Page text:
Tyler Benson getting exceptional status to enter WHL carries ‘inherent risk,’ league says

Neate Sager

With its practice of drafting players a year earlier than the other two major junior circuits and allowing them to get a brief taste of the league at age 15, the Western Hockey League hasn't had the nearly annual speculation about a player coming into the league a year early.

However, as the Connor McDavid story showed last season, there is no pumping the brakes once a prodigy is established as a certifiable Next One. The OHL could make it three in as many seasons if Detroit Compuware defenceman Sean Day's forthcoming application for exceptional status is granted by Hockey Canada. The suggestion of Benson doing the same has been out there for a while. The Edmonton native has 144 points in 32 bantam AAA games for the Southgate Lions, is also the consensus top prospect in Western Canada's crop of bantam players and physically, he's the biggest skater on his team. One key difference, though, between Benson and the recent early arrivals in the OHL — Day should he succeed, McDavid last season and Barrie Colts defenceman Aaron Ekblad in 2011 — is that he would be trying to go directly from bantam to major junior. The other three 'played up' as 14-year-olds, so they were essentially just staying with their peer group.

But when someone has 50 more points than any other player in his league, there's going to be a debate.

From Kristen Odland (@kristenodlandCH):

In Benson’s case, however, it’s worth asking the question — should he be the first? Or should everyone just take a deep breath and let his career progress naturally?

“There’s an inherent risk to bring a player up to a dramatically higher level,” pointed out Tyler Boldt, the WHL’s director of player development. “We’ve seen that in the past at the NHL level. You never hear about a player who was held back for too long and it stunted his development.”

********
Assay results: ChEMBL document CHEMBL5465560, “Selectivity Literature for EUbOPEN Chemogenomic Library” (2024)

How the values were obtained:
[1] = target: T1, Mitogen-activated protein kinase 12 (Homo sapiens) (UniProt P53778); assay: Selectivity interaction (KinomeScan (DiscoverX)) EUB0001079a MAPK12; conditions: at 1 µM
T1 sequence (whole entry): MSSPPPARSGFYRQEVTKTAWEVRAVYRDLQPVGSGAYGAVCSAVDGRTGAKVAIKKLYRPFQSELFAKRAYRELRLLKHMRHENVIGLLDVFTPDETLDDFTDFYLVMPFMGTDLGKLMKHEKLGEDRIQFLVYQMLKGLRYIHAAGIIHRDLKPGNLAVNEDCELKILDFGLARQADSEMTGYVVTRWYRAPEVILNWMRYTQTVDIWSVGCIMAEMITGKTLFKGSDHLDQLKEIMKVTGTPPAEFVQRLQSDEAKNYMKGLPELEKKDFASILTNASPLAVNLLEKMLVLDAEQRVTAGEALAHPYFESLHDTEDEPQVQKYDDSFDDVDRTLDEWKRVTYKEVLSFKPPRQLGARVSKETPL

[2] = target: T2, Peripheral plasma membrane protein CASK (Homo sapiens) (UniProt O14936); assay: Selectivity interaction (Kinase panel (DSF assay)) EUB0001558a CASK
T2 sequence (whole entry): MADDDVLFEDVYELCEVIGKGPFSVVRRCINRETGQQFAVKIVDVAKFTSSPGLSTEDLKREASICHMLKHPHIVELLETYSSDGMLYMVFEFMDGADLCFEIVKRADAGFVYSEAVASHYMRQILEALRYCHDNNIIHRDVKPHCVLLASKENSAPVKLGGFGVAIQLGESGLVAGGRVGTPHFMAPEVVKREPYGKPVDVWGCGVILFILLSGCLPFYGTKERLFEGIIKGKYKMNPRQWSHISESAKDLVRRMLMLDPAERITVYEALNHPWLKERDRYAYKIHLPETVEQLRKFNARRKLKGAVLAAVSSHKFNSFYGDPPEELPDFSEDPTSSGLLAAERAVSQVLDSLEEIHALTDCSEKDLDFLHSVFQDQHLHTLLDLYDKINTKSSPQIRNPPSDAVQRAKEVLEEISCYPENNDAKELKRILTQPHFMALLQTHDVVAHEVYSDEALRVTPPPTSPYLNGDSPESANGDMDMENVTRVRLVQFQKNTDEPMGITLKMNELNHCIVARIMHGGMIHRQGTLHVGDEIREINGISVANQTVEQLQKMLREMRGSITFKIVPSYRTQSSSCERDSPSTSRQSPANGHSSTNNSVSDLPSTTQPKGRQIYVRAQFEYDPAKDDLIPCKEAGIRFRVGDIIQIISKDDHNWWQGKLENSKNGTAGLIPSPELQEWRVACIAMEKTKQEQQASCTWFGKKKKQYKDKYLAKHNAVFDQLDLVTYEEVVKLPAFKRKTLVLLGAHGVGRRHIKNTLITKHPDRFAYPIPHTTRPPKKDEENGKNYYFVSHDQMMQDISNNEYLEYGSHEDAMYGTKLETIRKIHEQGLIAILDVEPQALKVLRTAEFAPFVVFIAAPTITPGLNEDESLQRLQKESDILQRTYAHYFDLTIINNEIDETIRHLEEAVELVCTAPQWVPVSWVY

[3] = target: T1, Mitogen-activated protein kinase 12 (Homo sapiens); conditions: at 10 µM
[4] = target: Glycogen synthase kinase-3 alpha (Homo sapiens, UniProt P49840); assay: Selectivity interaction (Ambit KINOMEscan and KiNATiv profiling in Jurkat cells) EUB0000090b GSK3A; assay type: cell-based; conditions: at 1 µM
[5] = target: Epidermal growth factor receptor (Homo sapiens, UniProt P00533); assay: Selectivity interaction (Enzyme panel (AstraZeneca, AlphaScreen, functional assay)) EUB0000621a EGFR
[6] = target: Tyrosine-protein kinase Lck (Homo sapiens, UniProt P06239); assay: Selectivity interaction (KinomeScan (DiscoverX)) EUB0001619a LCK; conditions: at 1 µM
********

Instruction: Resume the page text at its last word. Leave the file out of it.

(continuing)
... Having been playing against Grade 8 and Grade 9 players — and a significantly lighter schedule than major junior — the physical aspect cannot be underestimated.

“Now he’ll be jumping into a league where players are 20- and 21-years-old,” Boldt said. “That’s a big difference. Especially with the growth of these boys at that age, that’s a lot of inches and a lot of pounds between a 14-year-old and a 20-year-old. When you’re 14 years old, your body is still developing at an accelerated pace. And then when you make that jump to junior, all those kids have already been through it.

“It’s exciting, but you do have to keep it into perspective.” (Calgary Herald)

Not to be down on whether Benson could make the leap, but the fact it would require skipping an age group entirely might be a potential argument. What else is there?

At least in midget (which encompasses ages 15-17 in Alberta), Benson would get to assert himself against players up to two years older, instead of just dominating players the same age who are not as physically advanced. That said, the brief glimpses of him furnished through YouTube suggest he has the goods. Tough call to make.

Neate Sager is a writer for Yahoo! Canada Sports. Follow him on Twitter @neatebuzzthenet. Please address any questions, comments or concerns to btnblog@yahoo.ca.